What is panel management?
Panel management, or population health management, ensures that all patients, not just those patients who come in for appointments, are getting the preventive and chronic illness care they need. For example, your practice may use panel management to ask, “Have all of our patients between 50 and 75 years of age received colorectal cancer screening at the appropriate time intervals? Have all of our patients with diabetes had laboratory tests for HbA1c, LDL cholesterol, and urine microalbumin at the appropriate times?” This approach leads to better health and outcomes for your patient population.
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Six steps to implement panel management
- Develop a registry
- Use a health maintenance template
- Adopt clinical practice guidelines
- Select and train staff to serve as panel managers
- Identify care gaps
- Close care gaps through in‑reach and out‑reach
Develop a registry
A registry is a database with medical information about immunizations, cancer screenings and disease-specific lab results for the patients in your practice. The registry can be searched to identify patients overdue for mammograms, pap smears, colorectal cancer screening, immunizations, HbA1c and cholesterol blood tests or diabetic eye exams. The registry can also identify patients who do not have specific lab values, such as HbA1c, cholesterol or blood pressure, under control. Registries can be used to generate reports to help track if each clinician's patients are meeting these preventive and chronic care measures. Your practice's electronic health record (EHR) may include a registry function, but it is more common to use a separate registry program.
How do I use panel management if my practice does not have an EHR or a separate patient registry program?
You can still use panel management without a separate program or EHR. Common Microsoft programs, such as Excel or Access, can be used to monitor patients with a simple patient registry.
To set up an Excel‑ or Access‑based patient registry that is unique to your practice, use billing data and chart audits to identify patients with health conditions that you would like to track. For example, search for patients by ICD‑9 codes or health maintenance data for conditions such as diabetes or hypertension. Include these patients and select health indicators related to the condition of interest in your registry (e.g., for patients with diabetes the date of the last eye exam and most recent HbA1c, etc). Use visual cues or color‑coded cells to flag overdue laboratory tests or visits. Flagging will help you proactively and more effectively implement panel management and improve the health outcomes of your patients.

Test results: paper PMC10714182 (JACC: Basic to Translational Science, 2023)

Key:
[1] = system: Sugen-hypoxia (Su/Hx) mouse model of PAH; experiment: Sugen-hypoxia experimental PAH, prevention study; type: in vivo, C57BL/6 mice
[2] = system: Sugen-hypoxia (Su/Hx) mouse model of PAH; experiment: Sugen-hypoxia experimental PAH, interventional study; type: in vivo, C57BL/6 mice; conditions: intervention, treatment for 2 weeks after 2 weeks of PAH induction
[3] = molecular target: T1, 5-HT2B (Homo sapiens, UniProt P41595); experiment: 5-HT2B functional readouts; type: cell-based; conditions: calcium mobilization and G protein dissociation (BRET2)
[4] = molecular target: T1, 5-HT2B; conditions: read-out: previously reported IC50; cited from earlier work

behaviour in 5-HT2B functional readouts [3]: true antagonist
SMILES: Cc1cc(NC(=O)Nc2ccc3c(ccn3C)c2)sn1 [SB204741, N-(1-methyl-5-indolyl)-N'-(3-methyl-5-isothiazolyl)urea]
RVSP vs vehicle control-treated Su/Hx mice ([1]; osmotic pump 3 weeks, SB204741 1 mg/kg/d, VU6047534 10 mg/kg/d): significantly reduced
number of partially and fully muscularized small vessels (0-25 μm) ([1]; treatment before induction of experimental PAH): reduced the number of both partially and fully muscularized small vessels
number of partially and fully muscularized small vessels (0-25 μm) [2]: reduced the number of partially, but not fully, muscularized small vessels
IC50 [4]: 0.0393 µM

Use a health maintenance template
Many EHRs have a health maintenance screen with a list of routine preventive and chronic care tests, such as mammograms, immunizations and HbA1c tests. The EHR health maintenance functionality can be programmed to:
- Prompt physicians and staff to screen patients for diseases and for recommended services based on their age, sex, diagnosis, etc. (e.g., pap smears, mammograms and colorectal cancer screening)
- Remind physicians and staff to provide preventive care services to patients (e.g., immunizations)
- Help physicians and staff better manage patients with chronic conditions (e.g., HbA1c tests and eye exams for patients with diabetes).
Adopt clinical practice guidelines
Your practice should decide on clinical practice guidelines for preventive and chronic care services and use them to establish target levels for selected health indicators. Most practices use evidence‑based national guidelines. Determine which targets your practice will set for each indicator.
Select and train staff to serve as panel managers
You will want to train nurses, medical assistants (MAs) and/or reception staff in panel management. An initial time investment will lead to better care for your patients and improved efficiency in your practice. Some practices may start with training a couple key staff members who then train their counterparts as the new process is adopted throughout the practice.
Our staff haven't had this amount of responsibility before and our physicians are reluctant to entrust this work to them. What should we do?